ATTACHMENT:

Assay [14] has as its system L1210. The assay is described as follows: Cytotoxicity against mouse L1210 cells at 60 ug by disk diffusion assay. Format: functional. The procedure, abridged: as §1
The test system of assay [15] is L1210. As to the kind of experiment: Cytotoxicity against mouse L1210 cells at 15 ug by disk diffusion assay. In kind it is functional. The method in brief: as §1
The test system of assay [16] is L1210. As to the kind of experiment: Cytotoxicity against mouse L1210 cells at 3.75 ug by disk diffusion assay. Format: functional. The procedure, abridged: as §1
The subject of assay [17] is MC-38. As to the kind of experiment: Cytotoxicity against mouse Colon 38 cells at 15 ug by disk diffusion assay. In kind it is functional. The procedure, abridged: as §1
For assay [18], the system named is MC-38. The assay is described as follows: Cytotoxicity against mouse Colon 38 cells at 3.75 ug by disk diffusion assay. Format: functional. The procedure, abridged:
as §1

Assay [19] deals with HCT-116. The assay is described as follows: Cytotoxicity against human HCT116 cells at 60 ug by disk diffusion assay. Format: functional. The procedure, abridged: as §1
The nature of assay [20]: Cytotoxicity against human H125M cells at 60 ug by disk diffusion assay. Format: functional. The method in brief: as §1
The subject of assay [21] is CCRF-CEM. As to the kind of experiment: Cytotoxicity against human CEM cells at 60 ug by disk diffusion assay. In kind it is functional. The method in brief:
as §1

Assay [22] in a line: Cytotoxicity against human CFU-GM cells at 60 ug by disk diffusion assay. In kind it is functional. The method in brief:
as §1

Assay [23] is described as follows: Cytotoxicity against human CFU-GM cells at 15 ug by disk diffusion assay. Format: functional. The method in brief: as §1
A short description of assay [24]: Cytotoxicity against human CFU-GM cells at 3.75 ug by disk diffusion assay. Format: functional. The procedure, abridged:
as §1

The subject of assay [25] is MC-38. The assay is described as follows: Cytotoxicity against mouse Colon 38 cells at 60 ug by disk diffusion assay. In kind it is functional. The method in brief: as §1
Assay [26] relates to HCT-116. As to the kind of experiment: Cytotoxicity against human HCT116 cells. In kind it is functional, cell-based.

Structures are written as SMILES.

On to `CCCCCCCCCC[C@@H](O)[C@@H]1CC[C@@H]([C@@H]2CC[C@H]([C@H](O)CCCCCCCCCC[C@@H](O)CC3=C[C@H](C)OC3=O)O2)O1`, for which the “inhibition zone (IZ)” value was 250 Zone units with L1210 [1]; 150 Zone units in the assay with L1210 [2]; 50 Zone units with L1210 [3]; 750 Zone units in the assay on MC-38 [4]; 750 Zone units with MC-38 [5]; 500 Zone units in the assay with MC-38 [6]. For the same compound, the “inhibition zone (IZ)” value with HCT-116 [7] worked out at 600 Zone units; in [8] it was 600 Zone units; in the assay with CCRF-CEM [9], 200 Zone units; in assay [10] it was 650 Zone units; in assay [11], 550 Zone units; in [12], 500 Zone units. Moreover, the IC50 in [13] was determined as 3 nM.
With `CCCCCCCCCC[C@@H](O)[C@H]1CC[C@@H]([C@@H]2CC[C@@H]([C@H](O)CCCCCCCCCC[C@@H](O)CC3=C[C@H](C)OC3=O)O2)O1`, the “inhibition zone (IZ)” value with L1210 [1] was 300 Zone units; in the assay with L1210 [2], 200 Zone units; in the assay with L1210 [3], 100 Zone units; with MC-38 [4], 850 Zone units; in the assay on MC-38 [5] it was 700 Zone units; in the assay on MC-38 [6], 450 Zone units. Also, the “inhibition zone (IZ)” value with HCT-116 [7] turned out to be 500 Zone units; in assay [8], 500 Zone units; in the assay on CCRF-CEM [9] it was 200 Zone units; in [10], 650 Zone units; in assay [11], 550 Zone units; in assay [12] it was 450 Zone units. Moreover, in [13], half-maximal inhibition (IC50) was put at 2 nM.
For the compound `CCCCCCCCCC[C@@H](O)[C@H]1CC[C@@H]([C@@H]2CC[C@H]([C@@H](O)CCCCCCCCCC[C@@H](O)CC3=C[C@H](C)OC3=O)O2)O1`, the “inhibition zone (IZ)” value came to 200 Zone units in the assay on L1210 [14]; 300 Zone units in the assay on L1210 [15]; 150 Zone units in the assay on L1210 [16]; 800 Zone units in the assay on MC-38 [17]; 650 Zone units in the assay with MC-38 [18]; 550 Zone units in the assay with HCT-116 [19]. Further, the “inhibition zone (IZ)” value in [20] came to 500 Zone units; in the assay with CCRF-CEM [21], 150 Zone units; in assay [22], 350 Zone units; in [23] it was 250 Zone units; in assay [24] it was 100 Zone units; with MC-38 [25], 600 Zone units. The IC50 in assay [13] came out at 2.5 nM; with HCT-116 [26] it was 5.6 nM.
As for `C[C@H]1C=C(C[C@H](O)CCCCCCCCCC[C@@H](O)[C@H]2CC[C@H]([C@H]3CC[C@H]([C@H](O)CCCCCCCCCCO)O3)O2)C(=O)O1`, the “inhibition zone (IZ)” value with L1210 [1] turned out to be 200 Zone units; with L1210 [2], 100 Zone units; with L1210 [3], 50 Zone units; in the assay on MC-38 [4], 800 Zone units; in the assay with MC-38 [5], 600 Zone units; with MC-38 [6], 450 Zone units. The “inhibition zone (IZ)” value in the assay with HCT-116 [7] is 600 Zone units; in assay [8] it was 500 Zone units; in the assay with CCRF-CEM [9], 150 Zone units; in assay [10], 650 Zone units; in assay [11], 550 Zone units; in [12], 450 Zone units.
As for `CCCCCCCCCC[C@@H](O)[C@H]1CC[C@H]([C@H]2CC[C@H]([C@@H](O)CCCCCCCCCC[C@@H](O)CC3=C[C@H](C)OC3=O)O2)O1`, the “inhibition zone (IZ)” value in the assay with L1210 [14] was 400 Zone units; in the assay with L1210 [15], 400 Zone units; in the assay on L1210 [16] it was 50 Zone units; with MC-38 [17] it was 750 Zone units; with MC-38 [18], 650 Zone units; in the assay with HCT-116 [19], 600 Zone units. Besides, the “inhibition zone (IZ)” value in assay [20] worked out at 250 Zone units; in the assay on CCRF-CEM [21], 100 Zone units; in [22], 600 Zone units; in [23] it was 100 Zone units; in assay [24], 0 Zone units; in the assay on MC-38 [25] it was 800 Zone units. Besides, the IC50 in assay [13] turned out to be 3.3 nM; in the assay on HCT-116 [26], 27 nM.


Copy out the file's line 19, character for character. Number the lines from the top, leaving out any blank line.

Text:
On to `CCCCCCCCCC[C@@H](O)[C@@H]1CC[C@@H]([C@@H]2CC[C@H]([C@H](O)CCCCCCCCCC[C@@H](O)CC3=C[C@H](C)OC3=O)O2)O1`, for which the “inhibition zone (IZ)” value was 250 Zone units with L1210 [1]; 150 Zone units in the assay with L1210 [2]; 50 Zone units with L1210 [3]; 750 Zone units in the assay on MC-38 [4]; 750 Zone units with MC-38 [5]; 500 Zone units in the assay with MC-38 [6]. For the same compound, the “inhibition zone (IZ)” value with HCT-116 [7] worked out at 600 Zone units; in [8] it was 600 Zone units; in the assay with CCRF-CEM [9], 200 Zone units; in assay [10] it was 650 Zone units; in assay [11], 550 Zone units; in [12], 500 Zone units. Moreover, the IC50 in [13] was determined as 3 nM.